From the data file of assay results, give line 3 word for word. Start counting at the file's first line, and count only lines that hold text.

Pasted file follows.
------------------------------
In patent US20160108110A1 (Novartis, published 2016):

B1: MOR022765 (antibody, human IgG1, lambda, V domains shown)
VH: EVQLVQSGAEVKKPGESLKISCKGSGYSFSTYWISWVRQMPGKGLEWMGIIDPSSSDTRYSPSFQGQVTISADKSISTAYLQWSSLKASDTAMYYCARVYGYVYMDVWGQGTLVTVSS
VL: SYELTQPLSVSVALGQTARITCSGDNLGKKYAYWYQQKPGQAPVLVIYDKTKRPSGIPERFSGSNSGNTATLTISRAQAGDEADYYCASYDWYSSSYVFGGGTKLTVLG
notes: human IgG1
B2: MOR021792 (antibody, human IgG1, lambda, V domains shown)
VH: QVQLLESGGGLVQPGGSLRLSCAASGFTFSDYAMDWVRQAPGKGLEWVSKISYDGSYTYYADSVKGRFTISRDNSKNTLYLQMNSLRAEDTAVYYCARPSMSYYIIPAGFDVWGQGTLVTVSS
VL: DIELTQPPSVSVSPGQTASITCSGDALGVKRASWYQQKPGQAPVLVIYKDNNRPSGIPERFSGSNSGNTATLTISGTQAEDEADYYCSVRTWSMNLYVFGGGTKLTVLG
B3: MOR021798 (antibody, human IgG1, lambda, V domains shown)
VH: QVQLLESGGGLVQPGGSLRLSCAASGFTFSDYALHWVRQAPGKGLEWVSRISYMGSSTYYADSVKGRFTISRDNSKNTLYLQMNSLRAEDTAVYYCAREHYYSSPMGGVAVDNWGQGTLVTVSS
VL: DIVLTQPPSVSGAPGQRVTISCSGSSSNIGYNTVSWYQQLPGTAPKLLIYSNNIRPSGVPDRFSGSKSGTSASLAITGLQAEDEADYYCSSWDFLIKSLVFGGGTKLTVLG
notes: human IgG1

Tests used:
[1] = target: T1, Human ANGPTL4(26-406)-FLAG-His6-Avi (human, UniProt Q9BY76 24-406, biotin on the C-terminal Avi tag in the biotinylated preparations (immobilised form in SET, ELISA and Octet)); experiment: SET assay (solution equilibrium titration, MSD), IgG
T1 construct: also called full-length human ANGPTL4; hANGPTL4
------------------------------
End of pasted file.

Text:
VH: EVQLVQSGAEVKKPGESLKISCKGSGYSFSTYWISWVRQMPGKGLEWMGIIDPSSSDTRYSPSFQGQVTISADKSISTAYLQWSSLKASDTAMYYCARVYGYVYMDVWGQGTLVTVSS